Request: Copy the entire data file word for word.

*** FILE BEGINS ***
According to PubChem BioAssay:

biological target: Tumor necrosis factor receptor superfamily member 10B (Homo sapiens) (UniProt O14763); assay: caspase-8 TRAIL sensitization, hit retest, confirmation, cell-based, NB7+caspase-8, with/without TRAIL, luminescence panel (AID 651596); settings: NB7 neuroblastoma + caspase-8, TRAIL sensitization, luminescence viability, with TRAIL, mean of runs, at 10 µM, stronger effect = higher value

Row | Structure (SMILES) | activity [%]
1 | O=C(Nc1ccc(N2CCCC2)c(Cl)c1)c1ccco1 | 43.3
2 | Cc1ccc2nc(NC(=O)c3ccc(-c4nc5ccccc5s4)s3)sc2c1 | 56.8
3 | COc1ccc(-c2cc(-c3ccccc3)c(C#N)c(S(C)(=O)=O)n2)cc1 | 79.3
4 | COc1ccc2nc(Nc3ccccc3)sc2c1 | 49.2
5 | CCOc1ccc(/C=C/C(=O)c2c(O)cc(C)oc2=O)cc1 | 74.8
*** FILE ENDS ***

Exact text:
According to PubChem BioAssay:

biological target: Tumor necrosis factor receptor superfamily member 10B (Homo sapiens) (UniProt O14763); assay: caspase-8 TRAIL sensitization, hit retest, confirmation, cell-based, NB7+caspase-8, with/without TRAIL, luminescence panel (AID 651596); settings: NB7 neuroblastoma + caspase-8, TRAIL sensitization, luminescence viability, with TRAIL, mean of runs, at 10 µM, stronger effect = higher value

Row | Structure (SMILES) | activity [%]
1 | O=C(Nc1ccc(N2CCCC2)c(Cl)c1)c1ccco1 | 43.3
2 | Cc1ccc2nc(NC(=O)c3ccc(-c4nc5ccccc5s4)s3)sc2c1 | 56.8
3 | COc1ccc(-c2cc(-c3ccccc3)c(C#N)c(S(C)(=O)=O)n2)cc1 | 79.3
4 | COc1ccc2nc(Nc3ccccc3)sc2c1 | 49.2
5 | CCOc1ccc(/C=C/C(=O)c2c(O)cc(C)oc2=O)cc1 | 74.8